Is it only in Paris along the Seine in early autumn, a few hours before your longtime boyfriend proposes to you on Pont Neuf, that an apricot tart can be truly enjoyed? The glistening golden half globes with a thin veneer of syrup, that very first bite a juicy explosion in your mouth. The buttery, perfectly crumbly crust with a hint of salt to offset the sweetness of the fruit. The rich creamy custard that marries fruit to crumb, the glue that keeps the two elements united as one.
Is it only at the height of mango season in the Philippines that one can truly savor the fruit, as a child who goes for a swim in the ocean in the rain, carrying a mango tucked under her shirt, hanging on to the side of a boat before biting into the thin skin and slurping down the smooth flesh, juice running down her chin, salt from the ocean offsetting the impossible sweetness? It is only in the Philippines that a mango is a mango as I know it. Nothing you find in American stores comes even close, from the banal supermarkets to overpriced gourmet ghetto shops at Ferry Building, those sad imported mangoes from Mexico devoid of the floral smell and true taste, its essential mango-ness lost in translation.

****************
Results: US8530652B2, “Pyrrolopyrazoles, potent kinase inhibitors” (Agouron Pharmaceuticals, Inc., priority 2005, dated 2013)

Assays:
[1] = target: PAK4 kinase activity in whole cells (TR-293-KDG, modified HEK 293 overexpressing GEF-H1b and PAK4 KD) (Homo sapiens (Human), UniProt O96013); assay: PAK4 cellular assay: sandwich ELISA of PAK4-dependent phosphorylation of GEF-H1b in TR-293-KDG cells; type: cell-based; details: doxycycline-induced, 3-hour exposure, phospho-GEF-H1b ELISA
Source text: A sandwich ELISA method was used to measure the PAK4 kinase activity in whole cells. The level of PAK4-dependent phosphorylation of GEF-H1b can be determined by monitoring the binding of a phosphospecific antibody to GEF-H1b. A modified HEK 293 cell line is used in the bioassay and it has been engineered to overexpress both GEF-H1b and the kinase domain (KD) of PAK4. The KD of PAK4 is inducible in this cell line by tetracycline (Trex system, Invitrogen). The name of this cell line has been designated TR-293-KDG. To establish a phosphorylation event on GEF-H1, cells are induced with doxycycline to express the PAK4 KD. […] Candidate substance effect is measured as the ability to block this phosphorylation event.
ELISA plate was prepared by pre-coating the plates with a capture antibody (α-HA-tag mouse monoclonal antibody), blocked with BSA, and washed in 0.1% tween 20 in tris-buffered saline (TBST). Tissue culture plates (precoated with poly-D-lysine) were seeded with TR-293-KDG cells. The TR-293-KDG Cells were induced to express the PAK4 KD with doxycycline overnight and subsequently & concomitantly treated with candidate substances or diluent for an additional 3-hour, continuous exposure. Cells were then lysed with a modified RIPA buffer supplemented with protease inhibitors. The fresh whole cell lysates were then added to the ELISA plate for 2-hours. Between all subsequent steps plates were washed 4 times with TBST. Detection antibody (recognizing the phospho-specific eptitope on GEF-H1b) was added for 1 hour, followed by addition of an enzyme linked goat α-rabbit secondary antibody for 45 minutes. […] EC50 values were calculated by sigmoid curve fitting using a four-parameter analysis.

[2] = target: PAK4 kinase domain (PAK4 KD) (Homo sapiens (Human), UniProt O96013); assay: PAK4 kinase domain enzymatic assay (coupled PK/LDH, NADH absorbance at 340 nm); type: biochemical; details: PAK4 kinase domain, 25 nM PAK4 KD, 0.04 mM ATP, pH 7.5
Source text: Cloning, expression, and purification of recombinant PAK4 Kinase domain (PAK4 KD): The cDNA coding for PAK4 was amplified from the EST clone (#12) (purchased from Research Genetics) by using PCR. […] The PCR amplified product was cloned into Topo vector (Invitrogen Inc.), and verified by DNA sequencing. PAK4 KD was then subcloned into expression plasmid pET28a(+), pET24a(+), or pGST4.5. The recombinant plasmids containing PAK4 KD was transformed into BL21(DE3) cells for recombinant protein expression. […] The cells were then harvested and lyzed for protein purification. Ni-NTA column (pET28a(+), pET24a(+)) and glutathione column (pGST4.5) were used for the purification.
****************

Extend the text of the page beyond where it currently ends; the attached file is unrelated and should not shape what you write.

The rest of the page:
But here in America local stone fruits are now coming into season that rival apricots in Paris or mangoes in Alaminos, Philippines. This morning for breakfast I had currant pumpernickel bread from Acme, a ripe soft cheese from Cowgirl Creamery called Mt. Tam, and the most melt in your mouth sweet miniature white peaches. A perfect way to begin my morning in the cubicle world.